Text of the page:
You've got to take a boat to get to this site off Klein Bonaire, and you can count on seeing a school of boga suspended above the reef slope. Huge purple rope sponges, purple tube sponges, black coral stalks and elephant ear sponges flank the drop-off. The site is populated by pairs of French angelfish, schools of goatfish, the occasional frogfish and giant anemones, with arms tended by Pederson cleaner shrimp and spotted cleaner shrimp. Neighboring sites to the east like Hand's Off and Joanne's Sunchi are equally healthy and worth a look.

Crisscrossing columns supporting the Cargill Salt Company's pier are like lattices framing the sun's rays, an impressive backdrop for wide-angle underwater photography. These pilings are hangouts for angelfish and trumpetfish, each scouting for food among tube sponges and stovepipe sponges. Permission is required for diving Salt Pier, so check with your dive operator before making the easy surface swim parallel to the dock's conveyors.

Just south of Washington-Slagbaai National Park, Karpata's shallows are rife with thriving young stands of staghorn and elkhorn formations. The cluster of sites in Bonaire's northwest corner, which spread from Karpata in the north to Barcadera in the south, are among the best shore dives in Bonaire. The access involves a short stairwell to a small abandoned concrete pier, perfect for sitting on to don fins before sliding sideways into the currents.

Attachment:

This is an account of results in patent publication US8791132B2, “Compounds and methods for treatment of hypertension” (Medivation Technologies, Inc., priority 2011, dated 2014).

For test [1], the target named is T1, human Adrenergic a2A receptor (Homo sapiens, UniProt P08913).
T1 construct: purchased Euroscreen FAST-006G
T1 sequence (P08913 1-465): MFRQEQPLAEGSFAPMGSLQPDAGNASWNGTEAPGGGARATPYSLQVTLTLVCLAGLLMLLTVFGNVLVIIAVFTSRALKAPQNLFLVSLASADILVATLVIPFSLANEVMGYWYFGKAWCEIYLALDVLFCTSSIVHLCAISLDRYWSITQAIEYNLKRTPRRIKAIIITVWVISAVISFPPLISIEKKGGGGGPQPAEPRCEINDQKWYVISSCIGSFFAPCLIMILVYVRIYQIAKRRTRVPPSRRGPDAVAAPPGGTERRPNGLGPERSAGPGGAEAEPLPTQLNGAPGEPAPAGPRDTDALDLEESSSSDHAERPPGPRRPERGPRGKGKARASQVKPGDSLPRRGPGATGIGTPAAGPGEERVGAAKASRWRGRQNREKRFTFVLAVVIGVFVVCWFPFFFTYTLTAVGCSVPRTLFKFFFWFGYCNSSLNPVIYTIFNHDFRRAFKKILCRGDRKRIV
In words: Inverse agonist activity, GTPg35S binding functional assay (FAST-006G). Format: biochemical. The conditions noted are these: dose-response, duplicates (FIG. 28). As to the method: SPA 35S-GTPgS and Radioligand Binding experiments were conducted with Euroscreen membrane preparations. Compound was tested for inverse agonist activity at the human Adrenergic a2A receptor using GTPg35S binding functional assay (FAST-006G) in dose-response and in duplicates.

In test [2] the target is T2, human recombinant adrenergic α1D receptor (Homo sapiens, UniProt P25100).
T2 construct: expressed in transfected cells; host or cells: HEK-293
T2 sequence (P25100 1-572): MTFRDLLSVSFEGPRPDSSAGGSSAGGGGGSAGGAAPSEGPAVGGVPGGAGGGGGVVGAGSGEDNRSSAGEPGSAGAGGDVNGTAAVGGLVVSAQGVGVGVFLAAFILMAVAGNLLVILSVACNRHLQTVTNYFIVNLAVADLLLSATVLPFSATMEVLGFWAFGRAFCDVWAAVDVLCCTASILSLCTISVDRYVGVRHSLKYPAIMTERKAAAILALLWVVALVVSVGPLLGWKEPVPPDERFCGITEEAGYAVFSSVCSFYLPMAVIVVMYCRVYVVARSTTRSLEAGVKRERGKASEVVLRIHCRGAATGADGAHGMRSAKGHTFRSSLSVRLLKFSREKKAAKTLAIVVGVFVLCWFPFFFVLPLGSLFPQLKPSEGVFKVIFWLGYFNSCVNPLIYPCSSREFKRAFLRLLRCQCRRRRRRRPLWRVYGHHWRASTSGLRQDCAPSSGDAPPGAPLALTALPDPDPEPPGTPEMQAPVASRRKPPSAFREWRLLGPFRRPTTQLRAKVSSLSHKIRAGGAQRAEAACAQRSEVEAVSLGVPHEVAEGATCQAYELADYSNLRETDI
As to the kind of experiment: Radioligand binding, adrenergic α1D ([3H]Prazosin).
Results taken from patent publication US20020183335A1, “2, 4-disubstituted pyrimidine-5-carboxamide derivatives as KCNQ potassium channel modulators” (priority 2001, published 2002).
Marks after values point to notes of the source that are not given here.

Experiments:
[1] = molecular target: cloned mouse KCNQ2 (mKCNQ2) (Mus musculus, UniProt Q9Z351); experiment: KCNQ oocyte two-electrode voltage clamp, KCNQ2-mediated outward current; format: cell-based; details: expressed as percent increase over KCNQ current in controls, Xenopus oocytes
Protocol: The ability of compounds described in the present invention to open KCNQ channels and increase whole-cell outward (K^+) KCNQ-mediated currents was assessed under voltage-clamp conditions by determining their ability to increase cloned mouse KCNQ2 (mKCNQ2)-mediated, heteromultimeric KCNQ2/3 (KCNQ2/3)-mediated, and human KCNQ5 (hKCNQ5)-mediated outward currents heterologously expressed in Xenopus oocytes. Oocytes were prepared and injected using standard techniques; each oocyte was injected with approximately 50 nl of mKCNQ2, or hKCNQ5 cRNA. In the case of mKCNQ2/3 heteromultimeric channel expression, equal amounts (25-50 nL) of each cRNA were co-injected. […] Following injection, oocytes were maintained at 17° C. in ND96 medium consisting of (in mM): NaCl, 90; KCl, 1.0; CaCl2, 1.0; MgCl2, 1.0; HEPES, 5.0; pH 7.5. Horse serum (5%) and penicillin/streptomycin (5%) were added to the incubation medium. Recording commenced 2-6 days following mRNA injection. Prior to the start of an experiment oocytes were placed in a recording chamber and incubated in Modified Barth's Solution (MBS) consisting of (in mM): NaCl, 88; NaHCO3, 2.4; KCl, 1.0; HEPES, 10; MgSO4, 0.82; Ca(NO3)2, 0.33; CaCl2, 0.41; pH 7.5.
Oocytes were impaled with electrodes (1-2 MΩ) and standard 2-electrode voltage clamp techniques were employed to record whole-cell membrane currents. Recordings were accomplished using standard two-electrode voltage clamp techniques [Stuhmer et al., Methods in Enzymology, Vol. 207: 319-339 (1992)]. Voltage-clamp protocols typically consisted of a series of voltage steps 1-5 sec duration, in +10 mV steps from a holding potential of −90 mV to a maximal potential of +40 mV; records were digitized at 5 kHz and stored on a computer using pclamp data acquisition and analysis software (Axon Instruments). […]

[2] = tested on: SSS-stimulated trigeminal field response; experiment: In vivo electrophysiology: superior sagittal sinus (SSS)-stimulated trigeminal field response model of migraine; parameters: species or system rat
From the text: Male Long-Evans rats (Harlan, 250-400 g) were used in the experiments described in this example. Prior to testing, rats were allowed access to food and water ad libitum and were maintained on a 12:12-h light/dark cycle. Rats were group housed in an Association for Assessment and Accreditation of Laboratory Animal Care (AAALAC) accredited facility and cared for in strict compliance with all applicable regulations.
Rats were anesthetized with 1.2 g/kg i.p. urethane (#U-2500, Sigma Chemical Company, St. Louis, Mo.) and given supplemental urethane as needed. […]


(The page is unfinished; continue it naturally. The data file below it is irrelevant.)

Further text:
Just a few sites south of Karpata, 1,000 Steps is an island classic worth the post-dive stair climb. Don't despair; it's actually just 72 steps to the beach from the parking lot above. Nonetheless, 1,000 Steps ranks among the best sites on Bonaire. Rounded stands of staghorn and elkhorn coral give way to gorgonians and boulder star coral as you head out over the sloping wall.

Park by the roadside rather than by the water as a gully between them can fill with water and trap your vehicle during high tide. The shallow patch reefs here, demarcated by sand plains, are populated with sea plumes, sea rods and mountainous star corals with shrimp-filled anemones tucked at the base. Although the reef shelf ends at 130 feet, the shallows down to 60 feet are colonized by sponges — barrel sponges, pink vase sponges, tube sponges and stovepipe sponges — and are ideal for macro photography.